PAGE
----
Get in tune with potential careers and job choices that plug into your passions as a person.
The late comedian George Carlin once said, “Do you hate your job? Sorry to hear that. There’s a support group for that. It’s called EVERYBODY, and they meet at the bar!”
Melissa Evans, author of “Sole to Soul: How to Identify Your Soul Purpose and Monetize It”, says it’s a simple fact that most people don’t like their jobs.
The solution is for workers to get in tune with potential careers and job choices that plug into their passions as a person. Evans suggests people ask themselves the following questions:
What do you want?
In an economy that is dicey at best, it seems like it’s a luxury to only consider the jobs you really want, even if they are in a field in which you may have to start over from the bottom. However, consider the alternative: bouncing from bad job to bad job, hoping the next one will be better than the last, when the real problem may be that you just aren’t doing anything you’re passionate about.
How do you want to feel?
There is a vast difference between getting up in the morning excited about the day and waking up in the morning with a knot in the pit of your belly, anxious about having to go back to a workplace you can’t stand anymore.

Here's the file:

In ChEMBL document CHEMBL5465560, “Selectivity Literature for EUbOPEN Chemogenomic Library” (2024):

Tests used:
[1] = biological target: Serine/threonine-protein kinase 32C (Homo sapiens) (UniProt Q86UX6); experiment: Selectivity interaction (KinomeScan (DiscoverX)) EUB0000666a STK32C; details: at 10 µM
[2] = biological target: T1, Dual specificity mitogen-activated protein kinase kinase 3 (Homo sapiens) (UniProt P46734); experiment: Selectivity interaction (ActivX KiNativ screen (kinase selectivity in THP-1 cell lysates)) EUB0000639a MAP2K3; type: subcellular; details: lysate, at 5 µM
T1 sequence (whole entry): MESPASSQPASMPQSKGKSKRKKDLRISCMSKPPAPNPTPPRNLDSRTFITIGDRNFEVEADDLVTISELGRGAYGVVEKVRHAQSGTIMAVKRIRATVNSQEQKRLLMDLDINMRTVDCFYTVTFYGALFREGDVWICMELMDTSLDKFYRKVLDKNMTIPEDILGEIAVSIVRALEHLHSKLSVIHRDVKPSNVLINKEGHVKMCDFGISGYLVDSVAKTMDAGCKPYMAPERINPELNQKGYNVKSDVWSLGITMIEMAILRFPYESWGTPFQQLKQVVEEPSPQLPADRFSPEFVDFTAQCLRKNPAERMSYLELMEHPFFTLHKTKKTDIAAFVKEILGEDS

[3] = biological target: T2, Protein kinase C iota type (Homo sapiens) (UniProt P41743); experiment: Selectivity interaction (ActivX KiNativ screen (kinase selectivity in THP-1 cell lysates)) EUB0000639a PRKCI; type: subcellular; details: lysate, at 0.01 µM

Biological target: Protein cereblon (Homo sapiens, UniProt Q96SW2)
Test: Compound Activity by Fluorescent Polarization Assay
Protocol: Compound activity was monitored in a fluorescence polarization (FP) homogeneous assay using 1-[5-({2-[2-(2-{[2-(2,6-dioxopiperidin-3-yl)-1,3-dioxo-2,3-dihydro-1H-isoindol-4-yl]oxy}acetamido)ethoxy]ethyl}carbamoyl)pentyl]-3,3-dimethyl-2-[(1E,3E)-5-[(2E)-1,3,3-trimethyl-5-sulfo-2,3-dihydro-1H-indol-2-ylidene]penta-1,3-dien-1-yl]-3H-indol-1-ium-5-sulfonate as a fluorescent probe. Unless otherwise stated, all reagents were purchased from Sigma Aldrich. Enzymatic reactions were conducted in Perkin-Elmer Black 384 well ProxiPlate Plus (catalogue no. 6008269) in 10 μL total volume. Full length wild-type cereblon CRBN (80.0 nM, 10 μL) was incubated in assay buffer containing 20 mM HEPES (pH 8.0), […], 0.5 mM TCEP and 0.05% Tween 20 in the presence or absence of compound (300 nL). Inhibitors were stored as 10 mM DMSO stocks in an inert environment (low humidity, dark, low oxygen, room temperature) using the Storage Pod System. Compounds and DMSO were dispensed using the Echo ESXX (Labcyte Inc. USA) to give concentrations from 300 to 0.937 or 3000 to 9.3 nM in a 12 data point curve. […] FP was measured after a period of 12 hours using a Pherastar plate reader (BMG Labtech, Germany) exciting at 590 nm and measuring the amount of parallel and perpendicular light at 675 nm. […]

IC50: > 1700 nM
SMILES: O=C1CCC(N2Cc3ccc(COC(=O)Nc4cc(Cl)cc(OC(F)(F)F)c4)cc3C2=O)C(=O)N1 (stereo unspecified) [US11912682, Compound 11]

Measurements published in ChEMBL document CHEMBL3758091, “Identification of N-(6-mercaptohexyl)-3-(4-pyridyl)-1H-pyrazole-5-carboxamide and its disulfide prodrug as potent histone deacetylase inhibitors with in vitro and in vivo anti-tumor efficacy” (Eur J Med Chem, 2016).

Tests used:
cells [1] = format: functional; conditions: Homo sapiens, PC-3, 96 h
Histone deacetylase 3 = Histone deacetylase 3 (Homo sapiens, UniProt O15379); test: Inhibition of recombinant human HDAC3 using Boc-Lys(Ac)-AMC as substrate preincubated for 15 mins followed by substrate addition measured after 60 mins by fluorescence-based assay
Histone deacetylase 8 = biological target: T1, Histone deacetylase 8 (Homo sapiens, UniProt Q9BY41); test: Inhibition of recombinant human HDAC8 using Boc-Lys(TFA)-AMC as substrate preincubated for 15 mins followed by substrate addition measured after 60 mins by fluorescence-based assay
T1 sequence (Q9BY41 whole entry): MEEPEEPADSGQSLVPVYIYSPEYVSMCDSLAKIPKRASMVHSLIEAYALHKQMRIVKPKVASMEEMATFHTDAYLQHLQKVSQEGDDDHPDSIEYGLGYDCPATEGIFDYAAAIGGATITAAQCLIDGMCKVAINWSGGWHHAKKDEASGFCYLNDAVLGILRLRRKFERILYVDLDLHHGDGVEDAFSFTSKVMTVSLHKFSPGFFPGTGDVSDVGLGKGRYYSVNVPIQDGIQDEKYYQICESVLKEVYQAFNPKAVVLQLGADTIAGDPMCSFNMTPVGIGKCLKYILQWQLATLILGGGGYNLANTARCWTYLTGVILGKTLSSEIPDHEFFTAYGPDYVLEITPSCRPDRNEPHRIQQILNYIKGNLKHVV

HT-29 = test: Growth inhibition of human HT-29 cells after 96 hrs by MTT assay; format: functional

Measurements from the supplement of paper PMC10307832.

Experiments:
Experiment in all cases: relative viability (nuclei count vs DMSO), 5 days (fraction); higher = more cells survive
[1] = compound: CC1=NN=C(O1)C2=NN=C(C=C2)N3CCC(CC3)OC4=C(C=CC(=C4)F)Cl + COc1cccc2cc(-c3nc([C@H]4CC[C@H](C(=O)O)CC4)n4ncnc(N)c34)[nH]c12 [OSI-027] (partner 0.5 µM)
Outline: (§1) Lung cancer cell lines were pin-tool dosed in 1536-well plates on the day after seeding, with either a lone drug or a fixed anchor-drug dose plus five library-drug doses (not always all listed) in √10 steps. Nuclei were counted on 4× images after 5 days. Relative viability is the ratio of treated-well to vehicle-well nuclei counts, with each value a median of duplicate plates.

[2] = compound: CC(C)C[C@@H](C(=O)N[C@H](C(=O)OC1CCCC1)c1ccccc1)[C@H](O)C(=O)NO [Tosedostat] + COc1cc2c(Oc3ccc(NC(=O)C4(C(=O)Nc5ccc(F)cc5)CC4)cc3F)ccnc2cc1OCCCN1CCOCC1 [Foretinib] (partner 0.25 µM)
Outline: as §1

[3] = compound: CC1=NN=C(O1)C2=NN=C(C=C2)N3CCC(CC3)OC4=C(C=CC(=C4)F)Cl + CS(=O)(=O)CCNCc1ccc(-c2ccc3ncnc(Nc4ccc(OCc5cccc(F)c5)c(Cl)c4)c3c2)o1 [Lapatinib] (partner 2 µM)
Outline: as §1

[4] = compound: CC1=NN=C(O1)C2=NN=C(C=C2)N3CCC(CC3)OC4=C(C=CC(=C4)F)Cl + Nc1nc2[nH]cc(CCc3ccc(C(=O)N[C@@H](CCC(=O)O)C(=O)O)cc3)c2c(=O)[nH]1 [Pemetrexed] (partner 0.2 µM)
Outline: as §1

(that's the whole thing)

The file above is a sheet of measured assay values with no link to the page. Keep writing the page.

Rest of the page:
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Why should you change course?
If what you’ve been doing hasn’t worked so far, logic dictates you change what you’re doing. The best advice is to find something that drives your spirit and your intellect and pursue that before it becomes too late for you to fulfill your dreams.
“The first thing most people do when they don’t like their job is to look for another one,” says Evans. “While that’s valid, I have to question the wisdom of running from a bad job as opposed to pursuing a good one. The problem is, most dissatisfied employees identify a good job as one that simply pays a little more and is not where they currently work.”
Evans says it’s important to keep in mind, a good job, a good career, is far more than that. Once you acknowledge this you’re one step closer to finding workplace happiness.
Source: The Nova Scotia Business Journal